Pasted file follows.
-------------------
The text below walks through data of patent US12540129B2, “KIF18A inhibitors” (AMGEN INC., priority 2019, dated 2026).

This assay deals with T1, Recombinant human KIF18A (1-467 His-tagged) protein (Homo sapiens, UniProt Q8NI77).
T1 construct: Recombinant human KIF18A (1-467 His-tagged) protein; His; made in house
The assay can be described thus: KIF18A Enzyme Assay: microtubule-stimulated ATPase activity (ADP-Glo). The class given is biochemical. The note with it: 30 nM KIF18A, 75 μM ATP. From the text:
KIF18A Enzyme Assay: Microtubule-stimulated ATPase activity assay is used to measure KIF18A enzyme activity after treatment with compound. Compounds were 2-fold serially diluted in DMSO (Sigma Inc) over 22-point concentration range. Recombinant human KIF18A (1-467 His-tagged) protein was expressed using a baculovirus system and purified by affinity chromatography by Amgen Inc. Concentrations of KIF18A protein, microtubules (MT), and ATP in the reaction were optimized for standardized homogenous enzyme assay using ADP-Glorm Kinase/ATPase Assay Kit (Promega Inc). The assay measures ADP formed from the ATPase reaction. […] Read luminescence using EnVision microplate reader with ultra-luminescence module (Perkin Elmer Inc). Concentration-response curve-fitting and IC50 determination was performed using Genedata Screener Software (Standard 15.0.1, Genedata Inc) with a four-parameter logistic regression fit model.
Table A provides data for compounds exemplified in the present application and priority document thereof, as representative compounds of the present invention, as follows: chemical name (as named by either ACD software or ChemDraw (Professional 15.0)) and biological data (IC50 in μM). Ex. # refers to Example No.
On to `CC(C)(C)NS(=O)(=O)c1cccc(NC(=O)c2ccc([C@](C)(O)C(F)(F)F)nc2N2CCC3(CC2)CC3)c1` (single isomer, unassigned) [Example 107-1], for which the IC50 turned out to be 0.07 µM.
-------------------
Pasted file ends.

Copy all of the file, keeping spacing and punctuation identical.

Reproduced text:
The text below walks through data of patent US12540129B2, “KIF18A inhibitors” (AMGEN INC., priority 2019, dated 2026).

This assay deals with T1, Recombinant human KIF18A (1-467 His-tagged) protein (Homo sapiens, UniProt Q8NI77).
T1 construct: Recombinant human KIF18A (1-467 His-tagged) protein; His; made in house
The assay can be described thus: KIF18A Enzyme Assay: microtubule-stimulated ATPase activity (ADP-Glo). The class given is biochemical. The note with it: 30 nM KIF18A, 75 μM ATP. From the text:
KIF18A Enzyme Assay: Microtubule-stimulated ATPase activity assay is used to measure KIF18A enzyme activity after treatment with compound. Compounds were 2-fold serially diluted in DMSO (Sigma Inc) over 22-point concentration range. Recombinant human KIF18A (1-467 His-tagged) protein was expressed using a baculovirus system and purified by affinity chromatography by Amgen Inc. Concentrations of KIF18A protein, microtubules (MT), and ATP in the reaction were optimized for standardized homogenous enzyme assay using ADP-Glorm Kinase/ATPase Assay Kit (Promega Inc). The assay measures ADP formed from the ATPase reaction. […] Read luminescence using EnVision microplate reader with ultra-luminescence module (Perkin Elmer Inc). Concentration-response curve-fitting and IC50 determination was performed using Genedata Screener Software (Standard 15.0.1, Genedata Inc) with a four-parameter logistic regression fit model.
Table A provides data for compounds exemplified in the present application and priority document thereof, as representative compounds of the present invention, as follows: chemical name (as named by either ACD software or ChemDraw (Professional 15.0)) and biological data (IC50 in μM). Ex. # refers to Example No.
On to `CC(C)(C)NS(=O)(=O)c1cccc(NC(=O)c2ccc([C@](C)(O)C(F)(F)F)nc2N2CCC3(CC2)CC3)c1` (single isomer, unassigned) [Example 107-1], for which the IC50 turned out to be 0.07 µM.